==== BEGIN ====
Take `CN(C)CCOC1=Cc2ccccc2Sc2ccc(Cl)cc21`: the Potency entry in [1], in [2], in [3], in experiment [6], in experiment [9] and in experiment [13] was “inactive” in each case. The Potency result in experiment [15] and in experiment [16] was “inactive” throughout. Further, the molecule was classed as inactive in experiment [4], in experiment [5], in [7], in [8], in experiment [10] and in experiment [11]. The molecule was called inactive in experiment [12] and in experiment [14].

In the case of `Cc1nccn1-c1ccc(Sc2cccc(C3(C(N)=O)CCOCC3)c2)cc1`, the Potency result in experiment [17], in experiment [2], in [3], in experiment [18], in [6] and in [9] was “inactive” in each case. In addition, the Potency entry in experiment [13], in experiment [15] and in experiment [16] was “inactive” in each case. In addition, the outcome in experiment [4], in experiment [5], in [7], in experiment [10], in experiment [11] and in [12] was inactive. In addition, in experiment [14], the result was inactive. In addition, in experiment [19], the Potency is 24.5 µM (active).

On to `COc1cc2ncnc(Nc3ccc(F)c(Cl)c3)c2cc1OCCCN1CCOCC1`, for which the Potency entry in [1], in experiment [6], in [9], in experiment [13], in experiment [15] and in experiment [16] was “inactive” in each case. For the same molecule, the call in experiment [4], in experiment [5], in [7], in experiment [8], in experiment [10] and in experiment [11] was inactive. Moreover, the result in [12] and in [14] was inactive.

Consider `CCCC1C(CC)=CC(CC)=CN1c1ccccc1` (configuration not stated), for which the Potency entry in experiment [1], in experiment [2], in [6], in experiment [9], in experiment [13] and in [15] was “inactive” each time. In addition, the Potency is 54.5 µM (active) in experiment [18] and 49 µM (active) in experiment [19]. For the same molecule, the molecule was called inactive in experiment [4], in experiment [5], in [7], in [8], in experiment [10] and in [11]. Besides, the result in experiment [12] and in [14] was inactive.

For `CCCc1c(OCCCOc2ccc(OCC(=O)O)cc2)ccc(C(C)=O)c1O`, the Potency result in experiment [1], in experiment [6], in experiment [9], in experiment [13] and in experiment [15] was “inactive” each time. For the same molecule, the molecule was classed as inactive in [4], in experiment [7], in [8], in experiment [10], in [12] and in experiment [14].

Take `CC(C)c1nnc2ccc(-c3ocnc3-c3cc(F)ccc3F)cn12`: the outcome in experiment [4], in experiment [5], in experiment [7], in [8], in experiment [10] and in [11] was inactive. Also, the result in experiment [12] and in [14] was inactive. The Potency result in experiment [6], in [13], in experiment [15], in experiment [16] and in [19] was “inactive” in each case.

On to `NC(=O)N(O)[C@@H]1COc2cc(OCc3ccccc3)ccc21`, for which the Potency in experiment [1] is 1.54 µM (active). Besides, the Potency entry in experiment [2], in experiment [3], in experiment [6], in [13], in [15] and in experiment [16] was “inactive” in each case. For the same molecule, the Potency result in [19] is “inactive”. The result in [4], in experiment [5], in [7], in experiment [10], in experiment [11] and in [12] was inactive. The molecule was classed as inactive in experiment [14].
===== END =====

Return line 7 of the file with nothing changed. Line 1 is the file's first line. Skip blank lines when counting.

On to `NC(=O)N(O)[C@@H]1COc2cc(OCc3ccccc3)ccc21`, for which the Potency in experiment [1] is 1.54 µM (active). Besides, the Potency entry in experiment [2], in experiment [3], in experiment [6], in [13], in [15] and in experiment [16] was “inactive” in each case. For the same molecule, the Potency result in [19] is “inactive”. The result in [4], in experiment [5], in [7], in experiment [10], in experiment [11] and in [12] was inactive. The molecule was classed as inactive in experiment [14].